Suggested Readings/Materials

 

EVALUATION SYSTEM

Semester Activities Number Weigthing
Participation
16
10
Laboratory / Application
Field Work
Quizzes / Studio Critiques
Homework / Assignments
Presentation / Jury
Project
1
30
Seminar / Workshop
Oral Exams
Midterm
1
30
Final Exam
1
30
Total

Weighting of Semester Activities on the Final Grade
70
Weighting of End-of-Semester Activities on the Final Grade
30
Total

ECTS / WORKLOAD TABLE

Semester Activities Number Duration (Hours) Workload
Theoretical Course Hours
(Including exam week: 16 x total hours)
16
3
48
Laboratory / Application Hours
(Including exam week: 16 x total hours)
16
Study Hours Out of Class
16
4
Field Work
Quizzes / Studio Critiques
Homework / Assignments
16
Presentation / Jury
Project
1
Seminar / Workshop
Oral Exam
Midterms
1
25
Final Exam
1
31
    Total
168

 

COURSE LEARNING OUTCOMES AND PROGRAM QUALIFICATIONS RELATIONSHIP

#
Program Competencies/Outcomes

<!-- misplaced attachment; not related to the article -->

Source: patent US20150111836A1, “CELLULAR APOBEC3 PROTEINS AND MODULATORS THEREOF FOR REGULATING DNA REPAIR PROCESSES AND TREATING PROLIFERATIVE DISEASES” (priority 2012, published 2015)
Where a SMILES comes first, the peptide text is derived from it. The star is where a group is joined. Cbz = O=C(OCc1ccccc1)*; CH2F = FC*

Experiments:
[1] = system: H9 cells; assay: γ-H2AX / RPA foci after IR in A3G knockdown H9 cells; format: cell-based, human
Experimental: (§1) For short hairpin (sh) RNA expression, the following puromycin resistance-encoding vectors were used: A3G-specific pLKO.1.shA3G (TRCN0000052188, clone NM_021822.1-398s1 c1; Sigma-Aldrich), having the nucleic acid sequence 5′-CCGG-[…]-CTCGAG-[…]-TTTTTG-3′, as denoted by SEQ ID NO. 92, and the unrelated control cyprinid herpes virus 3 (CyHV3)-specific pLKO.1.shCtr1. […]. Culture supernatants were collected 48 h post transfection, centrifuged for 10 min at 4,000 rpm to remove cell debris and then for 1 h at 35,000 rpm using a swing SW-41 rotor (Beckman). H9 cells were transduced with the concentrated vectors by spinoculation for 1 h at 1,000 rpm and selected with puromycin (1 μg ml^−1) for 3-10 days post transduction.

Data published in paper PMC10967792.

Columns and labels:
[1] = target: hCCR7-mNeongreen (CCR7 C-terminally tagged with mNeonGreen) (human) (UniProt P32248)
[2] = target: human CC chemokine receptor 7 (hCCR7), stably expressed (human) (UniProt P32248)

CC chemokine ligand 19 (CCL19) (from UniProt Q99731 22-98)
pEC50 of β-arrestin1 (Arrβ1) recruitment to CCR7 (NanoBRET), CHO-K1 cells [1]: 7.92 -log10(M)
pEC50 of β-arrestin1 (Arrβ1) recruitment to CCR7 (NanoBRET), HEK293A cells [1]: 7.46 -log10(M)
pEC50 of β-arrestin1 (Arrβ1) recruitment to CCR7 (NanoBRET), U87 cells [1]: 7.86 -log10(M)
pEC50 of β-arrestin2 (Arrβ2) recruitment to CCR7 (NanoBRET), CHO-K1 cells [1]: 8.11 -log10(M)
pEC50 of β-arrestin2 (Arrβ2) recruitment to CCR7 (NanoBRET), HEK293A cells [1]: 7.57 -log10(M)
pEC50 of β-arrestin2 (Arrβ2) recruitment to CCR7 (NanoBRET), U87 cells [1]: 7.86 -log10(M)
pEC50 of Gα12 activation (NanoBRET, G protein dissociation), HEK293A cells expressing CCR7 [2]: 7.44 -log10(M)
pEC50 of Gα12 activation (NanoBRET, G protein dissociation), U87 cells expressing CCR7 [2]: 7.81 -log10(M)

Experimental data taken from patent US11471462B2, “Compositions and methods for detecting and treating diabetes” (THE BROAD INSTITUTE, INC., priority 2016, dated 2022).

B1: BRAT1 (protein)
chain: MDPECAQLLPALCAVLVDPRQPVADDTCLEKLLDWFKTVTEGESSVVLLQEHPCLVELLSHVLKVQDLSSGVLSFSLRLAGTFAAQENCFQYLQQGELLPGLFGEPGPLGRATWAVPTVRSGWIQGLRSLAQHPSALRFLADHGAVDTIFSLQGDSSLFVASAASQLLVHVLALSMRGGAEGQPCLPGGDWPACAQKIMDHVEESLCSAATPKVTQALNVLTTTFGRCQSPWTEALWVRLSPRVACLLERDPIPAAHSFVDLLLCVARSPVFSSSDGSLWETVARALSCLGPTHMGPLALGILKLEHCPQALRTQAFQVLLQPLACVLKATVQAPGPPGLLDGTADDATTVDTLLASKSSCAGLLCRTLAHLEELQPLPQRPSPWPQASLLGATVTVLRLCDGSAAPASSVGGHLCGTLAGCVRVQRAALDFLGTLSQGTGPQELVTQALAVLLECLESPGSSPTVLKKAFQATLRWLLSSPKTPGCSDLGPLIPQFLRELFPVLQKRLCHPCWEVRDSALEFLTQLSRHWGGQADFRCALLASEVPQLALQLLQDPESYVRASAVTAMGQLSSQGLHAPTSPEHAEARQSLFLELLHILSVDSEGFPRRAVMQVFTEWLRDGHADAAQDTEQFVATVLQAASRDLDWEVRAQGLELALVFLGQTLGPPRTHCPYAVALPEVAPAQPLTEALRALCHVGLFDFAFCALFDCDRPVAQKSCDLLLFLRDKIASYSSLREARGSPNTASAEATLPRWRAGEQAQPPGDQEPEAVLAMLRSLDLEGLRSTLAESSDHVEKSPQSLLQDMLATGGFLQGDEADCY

* Contribution Level
1
2
3
4
5
1

To improve and deepen expertise in economics and finance.

2

To be able to comprehend the interaction between economics, finance and related fields.

3

To be able to apply the advanced level knowledge acquired in economics and finance.

4

To be able to create new knowledge by combining the knowledge of finance and economics with the knowledge coming from other disciplines and be able to solve problems which requires expert knowledge by applying scientific methods.

5

To be able to use computer programs needed in the fields of economics and finance as well as information and communication technologies in advanced levels.

6

To be able to think analytically to identify problems in finance and economics and to be able to make policy recommendations in economics and finance based on scientific analysis of issues and problems.

7

To be able to develop new strategic approaches for unexpected, complicated situations in finance and economics and take responsibility in solving it.

8

To protect the social, scientific and ethical values at the data collection, interpretation and dissemination stages and to be able to institute and observe these values.

9

To be able to critically evaluate the knowledge in finance and economics, to lead learning and carry out advanced level research independently.

10

To be able to use a foreign language for both following scientific progress and for written and oral communication.

*1 Lowest, 2 Low, 3 Average, 4 High, 5 Highest